The House may recall that Her Majesty offered to contribute £150,000 towards the expenses of the Civil List for 1975. That contribution, which was warmly accepted by the Government, was in support of the Civil List for one year only, and carried with it no obligation or understanding that the Queen would continue to contribute to expenses for which Parliament provides and has traditionally provided. Her Majesty has nevertheless indicated that she now wishes to offer a regular annual contribution towards the expenses of the Civil List.

As the Prime Minister announced on 4th December 1975 in another place, Her Majesty has offered to pay to the Consolidated Fund as from next year a sum which is equivalent to the provision made, under present arrangements, under Section 3 of the Civil List Act 1972, under which payments are at present made to certain individual members of the Royal Family. Provision for these payments is now £85,000. The value of the Queen's contributions will inevitably rise year by year with the cost of living, so it is not possible to put a firm figure on it. The sum which the Queen will pay in 1976 will, of course, depend on the level of the official expenses incurred, because each of these members of the Royal Family has expenses, and the increase in the payments to be made under Section 3 of the 1972 Act. The figure currently estimated is of the order of £120,000. The first contribution was for £150,000 for that one year, 1975. We face a continuing contribution by Her Majesty of, I would say, at least£120,000, and probably considerably higher than that, for quite a few years which we can foresee. The Civil List will, on this basis, now be providing only for the Sovereign, the Consort of a Sovereign and for the children of a Sovereign and the widows of those children. I am sure that your Lordships will warmly welcome Her Majesty's offer to make this continuing contribution, which is being accepted with gratitude and appreciation by the Government.

I strongly commend this Bill to the House. It introduces no major innovations into the general arrangements by which the nation provides the financial support necessary for the Queen and the Royal Household to fulfil their official functions. Nor in itself does the Bill affect the extent of that support:no changes or additions to public expenditure arise from the Bill itself nor any changes or additions to public sector manpower. It provides for a very useful amendment to the means of providing for inevitable increases in expenditure when these increases arise in the light of changed circumstances since the original main legislation was enacted. Her Majesty's very generous offer will, I am sure, be deeply appreciated by your Lordships. But the legislation which is now before you stands and is fully justified independently of Her Majesty's willingness to make a continuing contribution towards the expenses of the Civil List. My Lords, I beg to move.

Moved, That the Bill be now read 2a. —(Lord Goronwy-Roberts.)

11.39 a.m.


My Lords, I do not think this is an occasion for much Parliamentary oratory. I am grateful, and I am sure the House will be grateful, to the noble Lord for his painstaking explanation of the purposes and effect of this Bill. I note from the Explanatory and Financial Memorandum that: No change in public expenditure is expected to result from the Bill since its effect is only to transfer to Votes expenditure that would otherwise have had to be met from the Consolidated Fund by virtue of further orders under section 6 of the Act of 1972. Further, The Bill does not involve any increase in public service manpower. In those circumstances, it is clear that such a measure ought to have an easy passage in your Lordships' House.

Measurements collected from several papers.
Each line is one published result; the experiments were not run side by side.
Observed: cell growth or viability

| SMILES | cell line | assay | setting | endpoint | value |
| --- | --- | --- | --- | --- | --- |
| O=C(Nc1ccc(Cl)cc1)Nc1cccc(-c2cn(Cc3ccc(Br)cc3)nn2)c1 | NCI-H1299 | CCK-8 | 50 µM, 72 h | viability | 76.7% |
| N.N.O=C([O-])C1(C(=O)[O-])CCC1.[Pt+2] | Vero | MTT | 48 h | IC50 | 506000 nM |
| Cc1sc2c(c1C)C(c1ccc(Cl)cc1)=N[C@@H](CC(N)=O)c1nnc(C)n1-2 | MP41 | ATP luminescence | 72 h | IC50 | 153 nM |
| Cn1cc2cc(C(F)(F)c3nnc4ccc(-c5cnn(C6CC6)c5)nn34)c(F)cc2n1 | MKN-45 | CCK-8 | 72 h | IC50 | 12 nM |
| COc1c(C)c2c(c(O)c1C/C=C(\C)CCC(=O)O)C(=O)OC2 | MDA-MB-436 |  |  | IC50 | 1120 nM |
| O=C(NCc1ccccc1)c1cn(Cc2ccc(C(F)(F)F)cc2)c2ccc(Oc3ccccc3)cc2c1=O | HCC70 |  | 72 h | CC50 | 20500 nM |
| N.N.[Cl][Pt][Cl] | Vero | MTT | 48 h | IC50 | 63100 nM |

I would add only two things which are perhaps worth saying, but not at any length. The first is that it goes almost without saying, but I should like to say simply in these words, that this side of the House, and I think all quarters of the House, will echo what the noble Lord has said about our gratitude for Her Majesty's generosity in this matter. It would be churlish not to say this explicitly, and I think foolish to say it too often. The other thing I wanted to say—and I do not want to initiate a debate on the subject—is that I think we require from time to time to reflect upon the great advantages of our own constitutional arrangements. Our Head of State is not a Party politician. In many countries where they adopt the so-called presidental system of government the Head of State is by nature a Party politician, and that means that the Head of State can never be, however much their portraits may be displayed and flaunted over the public media, quite the symbol of national unity and national continuity that a non-Party political Head of State can be.

Moreover, our Head of State is not a retired politician. Our system ensures that he, or she, as the case may be, can be somebody in the prime of life, and this means that he, or she, is able to undertake obligations and commitments of a very wide kind which other countries which adopt different systems cannot expect of the rather elderly figures, and universally respected figures, whom they select. Furthermore, our own arrangement provides a large number, or at any rate a modest number, under the Queen of other members of the family who can undertake royal functions in different parts of the country and in different parts of the Commonwealth and world.

I was glad that the noble Lord reminded us of the fact that it is not only of the United Kingdom that Her Majesty has a position as sovereign, and of course of the Commonwealth itself she has important functions as its titular head. All these things redound to the advantage and to the renown of this country at a time when this country's advantage and renown are very much to be sought. Speaking for myself. I sometimes think that in a desire not to be political about these things we all of us forget to remind ourselves from time to time of the great advantages which we derive from our present constitutional arrangements. My Lords, I support the Bill.

On Question, Bill read 2a: Committee negatived.

Then, Standing Order No. 44 having been suspended (pursuant to Resolution), Bill read 3a, and passed.